However, motor neurones M2 make synapses along the length of the single isthmus muscle m5, suggesting that the whole of this muscle should contract in response to M2, but during normal pumping only the anterior part opens. An inhibitory motor neurone in the isthmus, acting antagonistically to M2 might modulate the contraction of m5. Motor neurone M4 appears anatomically ideally suited to this. Examination of the distribution of motor synapses from M4 reveals that at the anterior of the isthmus the branches of M4 are dendritic while motor synapses are concentrated posteriorly in the isthmus. Here also, all three muscle sectors are innervated by the two subventral and two dorsal branches making muscle synapses (figure 28). Thus, inhibition from M4 would be concentrated at the back of muscles m5, and if in this region inhibition is greater than the excitation from M2, then only the anterior portion of this muscle would contract. Thus, together M1, M2 and M4 control the contraction stroke of the corpus and isthmus. This results in the intake of food particles and their accumulation in the front of the isthmus. Since the NSM have proprioreceptive-like endings in the metacorpus, they could be detectors of the food plugs accumulating here. Then by changing the tone of the isthmus muscles, the NSM might regulate the flow of food to the terminal bulb. Once food arrives in the terminal bulb, it could be detected by the subcuticular ending of I6, which would stimulate M5 to begin the muscle contractions which move the grinder. This response to food could be inhibited by the I2 connection to I6, so that this contraction in the terminal bulb never occurs simultaneously with the opening of the corpus. The initial contractions in the terminal bulb might stimulate I5 which has its possible mechanoreceptors attached to the cell bodies of M2. This interneurone might then augment the I6 input to M5 leading to further contraction of the terminal bulb muscles and the passage of food into the gut.

(ii) Control of pumping
Somatic sensory input to the pharynx is primarily through a set of anterior sensilla, the inner labials. These are composed of a mechanoreceptor and a possible chemoreceptor (Ward et al. 1975). This last drives the pharyngeal somatic interneurone most directly. Thus, in response to the outside environment the somatic interneurones may inhibit the procorpus directly and the rest of the pharynx by way of I1. Only I6 is not connected to this circuit and could therefore still respond to mechanical stimulation. During moulting when the cuticle is shed and ingested, muscles in the isthmus and terminal bulb often operate while the rest of the pharynx is quiescent. These contractions may be possible because the I6-M5 circuit is not connected to I1 and so is not inhibited at this time.

The I1 circuit might also function in emergencies. For example, if I2 inhibit contractions in the posterior part of the pharynx when muscles m1 are contracted, then should the nematode be greedy and completely fill the corpus with a solid plug of bacteria, the I2 pumping sequence could not proceed. When this happens to feeding animals, they recover by making jerky contractions along the whole length of the isthmus, while grinding proceeds more or less normally in the terminal bulb. To act as a rescue mechanism, the proprioreceptive endings of I1 would have to detect the open state of the pharynx and by means of the connection to M2 stimulate the isthmus to contract and pass food back to the terminal bulb. Once the corpus is cleared of the food plug, normal pumping directed by I2 could resume.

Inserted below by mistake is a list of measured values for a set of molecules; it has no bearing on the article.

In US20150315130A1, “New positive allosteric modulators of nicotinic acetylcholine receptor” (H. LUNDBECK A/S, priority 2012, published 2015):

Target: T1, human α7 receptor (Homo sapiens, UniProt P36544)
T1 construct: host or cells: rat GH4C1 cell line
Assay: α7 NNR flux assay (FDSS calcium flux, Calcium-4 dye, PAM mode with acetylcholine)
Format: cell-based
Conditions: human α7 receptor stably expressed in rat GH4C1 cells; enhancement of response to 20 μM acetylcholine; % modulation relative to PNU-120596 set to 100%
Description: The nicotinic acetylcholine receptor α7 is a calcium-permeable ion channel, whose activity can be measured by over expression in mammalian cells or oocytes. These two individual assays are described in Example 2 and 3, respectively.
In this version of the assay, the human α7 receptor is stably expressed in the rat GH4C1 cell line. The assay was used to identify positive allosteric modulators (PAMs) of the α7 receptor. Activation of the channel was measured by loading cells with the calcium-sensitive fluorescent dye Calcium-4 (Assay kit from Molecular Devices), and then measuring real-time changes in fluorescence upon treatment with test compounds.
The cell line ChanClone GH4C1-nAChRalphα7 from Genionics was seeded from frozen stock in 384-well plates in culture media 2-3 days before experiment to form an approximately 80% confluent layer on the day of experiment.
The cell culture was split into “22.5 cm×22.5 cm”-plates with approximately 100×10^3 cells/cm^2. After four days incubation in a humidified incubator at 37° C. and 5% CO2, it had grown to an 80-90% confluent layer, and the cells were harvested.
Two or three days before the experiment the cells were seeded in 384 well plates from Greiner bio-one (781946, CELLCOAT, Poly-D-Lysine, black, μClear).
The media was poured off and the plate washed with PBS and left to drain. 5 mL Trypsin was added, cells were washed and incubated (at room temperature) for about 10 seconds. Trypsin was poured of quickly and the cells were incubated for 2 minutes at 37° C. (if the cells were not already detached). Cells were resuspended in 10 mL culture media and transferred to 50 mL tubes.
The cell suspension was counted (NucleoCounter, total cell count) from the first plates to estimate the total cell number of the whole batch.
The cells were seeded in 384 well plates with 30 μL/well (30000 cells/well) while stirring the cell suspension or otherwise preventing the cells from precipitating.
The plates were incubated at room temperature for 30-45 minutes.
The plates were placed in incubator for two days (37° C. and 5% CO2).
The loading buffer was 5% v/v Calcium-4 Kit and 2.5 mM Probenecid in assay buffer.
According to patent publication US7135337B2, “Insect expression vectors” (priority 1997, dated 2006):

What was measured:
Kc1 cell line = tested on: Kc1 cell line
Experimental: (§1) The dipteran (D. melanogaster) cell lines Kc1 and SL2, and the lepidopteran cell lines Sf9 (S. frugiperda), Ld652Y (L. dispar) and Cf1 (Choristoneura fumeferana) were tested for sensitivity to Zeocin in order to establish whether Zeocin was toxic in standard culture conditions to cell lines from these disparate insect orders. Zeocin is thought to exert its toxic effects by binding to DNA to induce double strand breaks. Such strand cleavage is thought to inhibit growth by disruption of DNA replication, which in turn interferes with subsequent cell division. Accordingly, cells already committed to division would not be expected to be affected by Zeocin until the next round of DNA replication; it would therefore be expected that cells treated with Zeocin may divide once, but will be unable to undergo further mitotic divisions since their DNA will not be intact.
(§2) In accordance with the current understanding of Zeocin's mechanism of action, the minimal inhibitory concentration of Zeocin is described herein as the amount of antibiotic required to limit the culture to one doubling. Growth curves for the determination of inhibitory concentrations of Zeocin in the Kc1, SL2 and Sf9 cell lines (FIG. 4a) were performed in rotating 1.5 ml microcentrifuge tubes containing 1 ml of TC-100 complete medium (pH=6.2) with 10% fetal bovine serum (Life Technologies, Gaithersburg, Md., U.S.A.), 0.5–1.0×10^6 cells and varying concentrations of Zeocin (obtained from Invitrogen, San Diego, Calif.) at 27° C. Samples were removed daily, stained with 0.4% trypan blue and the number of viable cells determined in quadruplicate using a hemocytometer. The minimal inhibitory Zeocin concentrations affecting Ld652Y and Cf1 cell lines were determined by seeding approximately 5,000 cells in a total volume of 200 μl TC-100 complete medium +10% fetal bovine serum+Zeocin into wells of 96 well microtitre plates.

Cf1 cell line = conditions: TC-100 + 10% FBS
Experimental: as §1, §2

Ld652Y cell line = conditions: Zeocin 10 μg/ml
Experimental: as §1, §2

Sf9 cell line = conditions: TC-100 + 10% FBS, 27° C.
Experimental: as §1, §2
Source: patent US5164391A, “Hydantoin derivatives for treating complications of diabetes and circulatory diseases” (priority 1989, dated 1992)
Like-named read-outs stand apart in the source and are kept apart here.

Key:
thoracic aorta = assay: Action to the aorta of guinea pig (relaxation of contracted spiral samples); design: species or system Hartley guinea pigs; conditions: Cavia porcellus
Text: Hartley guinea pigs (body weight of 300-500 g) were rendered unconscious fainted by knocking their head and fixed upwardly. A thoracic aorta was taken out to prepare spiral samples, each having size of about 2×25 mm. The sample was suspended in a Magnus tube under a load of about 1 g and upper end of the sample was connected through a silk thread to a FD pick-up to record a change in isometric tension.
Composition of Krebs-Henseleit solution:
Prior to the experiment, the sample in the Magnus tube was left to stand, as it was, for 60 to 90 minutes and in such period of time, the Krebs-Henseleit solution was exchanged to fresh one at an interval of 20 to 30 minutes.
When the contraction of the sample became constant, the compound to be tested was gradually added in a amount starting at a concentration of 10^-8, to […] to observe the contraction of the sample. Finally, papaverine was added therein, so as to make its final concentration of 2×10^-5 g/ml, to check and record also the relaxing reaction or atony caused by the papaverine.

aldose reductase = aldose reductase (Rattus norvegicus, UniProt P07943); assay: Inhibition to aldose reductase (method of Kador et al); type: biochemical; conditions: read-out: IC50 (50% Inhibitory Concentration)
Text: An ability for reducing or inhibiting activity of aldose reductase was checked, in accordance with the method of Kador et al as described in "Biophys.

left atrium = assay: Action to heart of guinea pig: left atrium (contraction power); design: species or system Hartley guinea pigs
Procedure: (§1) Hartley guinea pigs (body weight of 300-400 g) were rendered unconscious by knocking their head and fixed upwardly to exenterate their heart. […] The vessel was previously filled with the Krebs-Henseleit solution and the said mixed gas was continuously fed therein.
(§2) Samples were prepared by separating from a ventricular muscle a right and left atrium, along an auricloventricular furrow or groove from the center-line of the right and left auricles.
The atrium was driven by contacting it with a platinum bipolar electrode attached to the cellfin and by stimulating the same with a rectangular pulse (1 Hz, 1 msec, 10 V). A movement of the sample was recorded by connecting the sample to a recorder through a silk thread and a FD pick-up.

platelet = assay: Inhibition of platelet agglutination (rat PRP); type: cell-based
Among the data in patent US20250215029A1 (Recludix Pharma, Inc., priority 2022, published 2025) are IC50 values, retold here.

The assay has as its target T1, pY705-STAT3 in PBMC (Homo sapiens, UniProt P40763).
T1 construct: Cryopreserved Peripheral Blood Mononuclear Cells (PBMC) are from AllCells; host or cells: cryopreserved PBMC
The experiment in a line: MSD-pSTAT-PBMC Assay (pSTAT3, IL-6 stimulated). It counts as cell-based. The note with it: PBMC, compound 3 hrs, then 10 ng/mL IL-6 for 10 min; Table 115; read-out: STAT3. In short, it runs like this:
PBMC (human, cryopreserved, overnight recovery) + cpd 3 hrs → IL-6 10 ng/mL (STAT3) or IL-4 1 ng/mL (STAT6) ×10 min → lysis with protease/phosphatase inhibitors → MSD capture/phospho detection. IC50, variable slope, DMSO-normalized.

Such speculations are examples of how one can combine visual observations of behaviour with the anatomical reconstruction and then suggest how a simple nervous system might work. More detailed explanations can be offered, and it is likely that from further observations of feeding animals more examples of behaviour will be collected to refine these hypotheses.

Figure 32. Circuit diagrams. Features of the neuronal connectivity in figures 28-30 which are seen on more than one series have been summarized in two circuit diagrams. (a) Control circuit mediated by I1. (b) Pumping circuit mediated by I2. O, Motor neurone; , interneurone; , other neurones; , neurones with possible mechano-receptive ending; ->, chemical synapse; I-I, gap junction; “>, from motor neurones point to the muscle regions of the pharynx that these cells innervate. Muscle boundaries are shown in the drawing of the pharynx.


Marilyn Anness helped with the photography and analysis of a portion of this work, which is greatly appreciated. For one of us (D.G.A.) the initial interest in the nematode was sparked by S. Ward in whose laboratory the first half of the reconstruction was done. Discussions with John White on both anatomy and function have contributed to the interpretation of how the pharyngeal nervous system works. Sydney Brenner, kindly provided laboratory space and encouragement. Part of the work was supported by NSF grant no. GB 36970 to S. Ward. The completion of the work was done during the tenure of a Research Fellowship of Muscular Dystrophy Associations of America to D.G.A.


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Note added in proof, 20 April 1976

Recently, pale yellow fluorescence seen cytologically by the formaldehyde induced fluorescence technique of Fuxe & Jonsson (1973) has been found localized over the position of the NSM cells in the pharynx (J. Sulston, personal communication). This pale fluorescence which can be distinguished from the dopamine fluorescence seen in the nematode (Sulston, Dew & Brenner 1975) suggests that the NSM cells might contain serotonin.

Fuxe, K. & Jonsson, G. 1973 The histochemical fluorescence method for the demonstration of catecholamines. J. Histochem. Cytochem. 21,293-311.
Sulston, J., Dew, M. & Brenner, S. 1975 Dopaminergic neurons in the nematode Caenorhabditis elegans. J. comp. Neur. 163, 215-226.

Web adaptation, Thomas Boulin, for WormAtlas, 2002. Updated by Laura A. Herndon, 2014.